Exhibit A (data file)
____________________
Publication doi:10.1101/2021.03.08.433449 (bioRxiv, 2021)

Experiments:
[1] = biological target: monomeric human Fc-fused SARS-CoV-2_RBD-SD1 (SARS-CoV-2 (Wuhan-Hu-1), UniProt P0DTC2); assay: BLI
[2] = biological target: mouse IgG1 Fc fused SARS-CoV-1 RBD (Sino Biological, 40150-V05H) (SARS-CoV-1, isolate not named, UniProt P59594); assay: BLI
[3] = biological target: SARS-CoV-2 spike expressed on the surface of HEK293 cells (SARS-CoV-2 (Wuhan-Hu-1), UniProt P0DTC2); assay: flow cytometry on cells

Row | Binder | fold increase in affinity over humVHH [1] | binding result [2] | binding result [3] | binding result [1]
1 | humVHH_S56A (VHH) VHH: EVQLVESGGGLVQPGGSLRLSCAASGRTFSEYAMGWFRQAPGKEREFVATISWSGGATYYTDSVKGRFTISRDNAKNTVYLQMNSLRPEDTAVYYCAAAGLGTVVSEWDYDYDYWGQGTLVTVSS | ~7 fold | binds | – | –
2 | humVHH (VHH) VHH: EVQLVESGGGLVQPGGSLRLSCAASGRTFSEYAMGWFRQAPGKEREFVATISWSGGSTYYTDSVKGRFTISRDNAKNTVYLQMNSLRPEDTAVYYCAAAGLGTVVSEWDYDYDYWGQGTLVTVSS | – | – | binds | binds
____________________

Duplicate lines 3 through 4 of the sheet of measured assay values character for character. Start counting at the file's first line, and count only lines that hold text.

[1] = biological target: monomeric human Fc-fused SARS-CoV-2_RBD-SD1 (SARS-CoV-2 (Wuhan-Hu-1), UniProt P0DTC2); assay: BLI
[2] = biological target: mouse IgG1 Fc fused SARS-CoV-1 RBD (Sino Biological, 40150-V05H) (SARS-CoV-1, isolate not named, UniProt P59594); assay: BLI